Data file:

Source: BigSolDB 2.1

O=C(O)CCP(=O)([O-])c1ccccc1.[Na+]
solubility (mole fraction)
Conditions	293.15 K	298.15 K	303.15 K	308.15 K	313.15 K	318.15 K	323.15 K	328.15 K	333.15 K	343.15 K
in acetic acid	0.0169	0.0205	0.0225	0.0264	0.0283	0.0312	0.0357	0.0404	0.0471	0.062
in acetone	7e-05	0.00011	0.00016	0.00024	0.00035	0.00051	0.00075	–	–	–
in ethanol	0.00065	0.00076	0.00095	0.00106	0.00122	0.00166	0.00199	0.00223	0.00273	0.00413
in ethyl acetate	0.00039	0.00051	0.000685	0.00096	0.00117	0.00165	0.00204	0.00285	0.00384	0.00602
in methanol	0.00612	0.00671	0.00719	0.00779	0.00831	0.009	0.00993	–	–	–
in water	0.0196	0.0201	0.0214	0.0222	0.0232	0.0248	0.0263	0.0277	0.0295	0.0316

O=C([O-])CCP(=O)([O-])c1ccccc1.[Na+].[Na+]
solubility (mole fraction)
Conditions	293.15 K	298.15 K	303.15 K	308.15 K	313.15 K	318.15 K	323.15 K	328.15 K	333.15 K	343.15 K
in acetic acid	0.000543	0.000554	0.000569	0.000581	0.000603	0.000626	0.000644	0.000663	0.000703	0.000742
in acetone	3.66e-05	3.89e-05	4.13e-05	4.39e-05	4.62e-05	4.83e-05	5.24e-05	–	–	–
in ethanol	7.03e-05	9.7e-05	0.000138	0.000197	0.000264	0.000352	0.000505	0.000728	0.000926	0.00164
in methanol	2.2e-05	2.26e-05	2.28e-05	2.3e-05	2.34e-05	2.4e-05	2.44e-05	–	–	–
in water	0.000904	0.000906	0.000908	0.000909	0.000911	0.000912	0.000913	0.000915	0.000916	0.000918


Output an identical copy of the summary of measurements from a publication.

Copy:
Source: BigSolDB 2.1

O=C(O)CCP(=O)([O-])c1ccccc1.[Na+]
solubility (mole fraction)
Conditions	293.15 K	298.15 K	303.15 K	308.15 K	313.15 K	318.15 K	323.15 K	328.15 K	333.15 K	343.15 K
in acetic acid	0.0169	0.0205	0.0225	0.0264	0.0283	0.0312	0.0357	0.0404	0.0471	0.062
in acetone	7e-05	0.00011	0.00016	0.00024	0.00035	0.00051	0.00075	–	–	–
in ethanol	0.00065	0.00076	0.00095	0.00106	0.00122	0.00166	0.00199	0.00223	0.00273	0.00413
in ethyl acetate	0.00039	0.00051	0.000685	0.00096	0.00117	0.00165	0.00204	0.00285	0.00384	0.00602
in methanol	0.00612	0.00671	0.00719	0.00779	0.00831	0.009	0.00993	–	–	–
in water	0.0196	0.0201	0.0214	0.0222	0.0232	0.0248	0.0263	0.0277	0.0295	0.0316

O=C([O-])CCP(=O)([O-])c1ccccc1.[Na+].[Na+]
solubility (mole fraction)
Conditions	293.15 K	298.15 K	303.15 K	308.15 K	313.15 K	318.15 K	323.15 K	328.15 K	333.15 K	343.15 K
in acetic acid	0.000543	0.000554	0.000569	0.000581	0.000603	0.000626	0.000644	0.000663	0.000703	0.000742
in acetone	3.66e-05	3.89e-05	4.13e-05	4.39e-05	4.62e-05	4.83e-05	5.24e-05	–	–	–
in ethanol	7.03e-05	9.7e-05	0.000138	0.000197	0.000264	0.000352	0.000505	0.000728	0.000926	0.00164
in methanol	2.2e-05	2.26e-05	2.28e-05	2.3e-05	2.34e-05	2.4e-05	2.44e-05	–	–	–
in water	0.000904	0.000906	0.000908	0.000909	0.000911	0.000912	0.000913	0.000915	0.000916	0.000918